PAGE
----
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The 8 Primitive Types in Java

renegadecoder94 profile image Jeremy Grifski Originally published at on ・5 min read

As I begin to edit my Java Basics series from a couple years ago, I thought it would make sense to start pulling some really detailed information out into their own posts. That way, the beginner content is much easier to digest. To start, I’m pulling out all the information I have on the 8 primitive types in Java.

Java Primitive Types

As the title of this article suggests, Java has 8 primitive types built into the language. In the following subsections, we’ll take a look at all eight primitive types in no particular order. For each primitive type, we’ll describe how to use it and what its limits are.

The Int Primitive Type

To start, Java integers are 32-bit signed (meaning positive or negative) values, and they are denoted by the int keyword:

int someNumber = 10;

Of course, like all primitive types, integers have their limits. Since they’re 32-bit, we’re looking at a range of values from -2,147,483,648 to 2,147,483,647. That’s a lot of numbers! Of course, we can confirm that range using a handy trick in DrJava’s interactions pane:

Integer.MAX_VALUE // Prints 2,147,483,647
Integer.MIN_VALUE // Prints -2,147,483,648

Naturally, int is probably the most common integer type used for simple calculations. If you need more range, see long below.

The Double Primitive Type

Unlike int, Java doubles are 64-bit floating point values, and they are marked by the double keyword:

double someNumber = 110.55;

As a reminder, floating point numbers are just real numbers. In other words, we gain access to decimal points when we use doubles.

Since doubles are 64-bit, we have access to significantly more numbers than with integers. If we use the same interactions pane trick, we can find out just how massive the range of potential values is:

Double.MAX_VALUE // Prints 1.7976931348623157E308
Double.MIN_VALUE // Prints 4.9E-324

Keep in mind that negative exponents imply extremely small numbers—as opposed to extremely negative numbers—so we’re not exactly looking at the same kind of range as with integers.

In general, double is the default choice for floating point values in Java. The alternative is float.

The Char Primitive Type

As we’ve seen already, Java chars represent 16-bit characters, and they are marked by the char keyword:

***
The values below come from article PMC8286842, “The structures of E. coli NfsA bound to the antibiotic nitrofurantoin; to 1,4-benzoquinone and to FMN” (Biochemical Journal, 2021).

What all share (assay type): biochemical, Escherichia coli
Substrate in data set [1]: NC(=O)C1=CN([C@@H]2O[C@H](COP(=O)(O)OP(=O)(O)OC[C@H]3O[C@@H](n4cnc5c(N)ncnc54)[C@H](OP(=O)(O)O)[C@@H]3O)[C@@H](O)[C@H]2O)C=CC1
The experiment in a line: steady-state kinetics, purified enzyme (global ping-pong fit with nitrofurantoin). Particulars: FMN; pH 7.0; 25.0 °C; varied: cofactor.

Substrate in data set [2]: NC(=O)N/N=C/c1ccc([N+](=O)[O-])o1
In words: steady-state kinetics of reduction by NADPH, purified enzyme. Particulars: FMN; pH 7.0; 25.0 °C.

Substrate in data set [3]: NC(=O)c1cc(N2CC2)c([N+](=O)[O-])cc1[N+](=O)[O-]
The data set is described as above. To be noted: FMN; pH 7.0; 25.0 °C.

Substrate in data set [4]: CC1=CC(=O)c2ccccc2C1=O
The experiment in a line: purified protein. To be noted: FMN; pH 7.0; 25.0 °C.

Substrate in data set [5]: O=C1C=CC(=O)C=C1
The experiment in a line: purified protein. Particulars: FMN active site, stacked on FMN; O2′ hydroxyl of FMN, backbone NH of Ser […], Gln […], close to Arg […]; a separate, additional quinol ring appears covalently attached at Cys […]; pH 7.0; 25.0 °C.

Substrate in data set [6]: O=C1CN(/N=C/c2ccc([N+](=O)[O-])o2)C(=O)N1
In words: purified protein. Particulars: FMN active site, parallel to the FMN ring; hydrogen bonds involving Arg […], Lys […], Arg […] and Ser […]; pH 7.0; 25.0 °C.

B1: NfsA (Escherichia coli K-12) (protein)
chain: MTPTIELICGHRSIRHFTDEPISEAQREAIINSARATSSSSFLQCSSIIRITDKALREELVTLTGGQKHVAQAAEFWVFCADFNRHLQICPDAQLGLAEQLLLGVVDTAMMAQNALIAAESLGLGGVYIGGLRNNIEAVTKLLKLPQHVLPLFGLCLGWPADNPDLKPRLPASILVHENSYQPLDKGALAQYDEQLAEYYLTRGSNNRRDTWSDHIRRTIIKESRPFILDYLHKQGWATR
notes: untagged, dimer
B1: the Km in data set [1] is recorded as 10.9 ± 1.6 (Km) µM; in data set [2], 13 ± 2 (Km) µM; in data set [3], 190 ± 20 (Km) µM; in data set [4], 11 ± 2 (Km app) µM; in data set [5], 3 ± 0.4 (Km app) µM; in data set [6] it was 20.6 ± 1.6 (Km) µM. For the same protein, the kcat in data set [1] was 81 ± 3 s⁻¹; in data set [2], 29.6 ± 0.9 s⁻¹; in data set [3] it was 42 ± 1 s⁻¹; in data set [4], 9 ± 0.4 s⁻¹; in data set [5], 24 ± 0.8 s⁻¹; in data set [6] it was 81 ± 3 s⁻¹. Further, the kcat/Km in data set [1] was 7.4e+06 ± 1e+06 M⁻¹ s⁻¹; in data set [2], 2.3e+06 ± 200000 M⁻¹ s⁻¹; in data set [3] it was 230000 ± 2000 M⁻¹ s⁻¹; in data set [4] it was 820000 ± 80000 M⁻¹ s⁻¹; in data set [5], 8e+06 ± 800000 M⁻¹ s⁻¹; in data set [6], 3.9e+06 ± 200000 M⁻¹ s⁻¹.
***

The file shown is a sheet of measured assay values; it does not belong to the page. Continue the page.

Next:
char someCharacter = 'f';

All characters in Java are defined using single quotes. Meanwhile, double quotes are used to define strings—something we’ll chat about later.

As usual, we can find out the character range using the following code snippet:

Character.MAX_VALUE // Prints '???' 
Character.MIN_VALUE // Prints ''

To make sense of this range, we can always cast the results to an integer (more on that later):

(int) Character.MAX_VALUE // Prints 65535
(int) Character.MIN_VALUE // Prints 0

As it turns out, the char type is the only unsigned type in Java. In other words, a character can range from 0 to 65,535 where each number maps to a specific character. In order to create characters beyond this list, Java may combine pairs of characters. Check out Reverse a String in Java for some examples.

The Byte Primitive Type

When we were chatting about binary, we talked about the concept of a bit. Well, a group of eight bits makes a byte which Java supports as a primitive type. The byte type is essentially just an 8-bit number which ranges from -128 to 127. As expected, bytes are denoted by the byte keyword:

byte someByte = 20;

As always, we can confirm the range of a the byte type using the following code snippet:

Byte.MAX_VALUE // Prints 127
Byte.MIN_VALUE // Prints -128

In my experience, the byte type is useful for reading and processing raw data. In general, however, we will likely have no use for it since the range of potential values is so small.

The Short Primitive Type

The short type is another integer type, but it takes up less space than the int type. In fact, it takes up exactly half the space at 16 bits, and it is marked by the short keyword:

short someNumber = 11;

In terms of range, the short type clocks in at just half of the bits as an integer, but we can confirm that as usual:

Short.MAX_VALUE // Prints 32767
Short.MIN_VALUE // Prints -32768

For practical purposes, a short only has 65,546 possible values. Both byte and short are typically used when memory and disk space is low. Otherwise, it is safe to use int as it is the default type when declaring integers.

The Long Primitive Type

On the other end of the spectrum is the long primitive type. This type represents extremely large integers where we might want values even greater than the int type can provide. The long type is a 64-bit signed integer which means the values range into the quintillions.

Naturally, we denote longs with the long keyword:

long someBigNumber = 1013401346173L;

To demonstrate just how wide of a range a 64-bit value can have, let’s take a look at the following code snippet: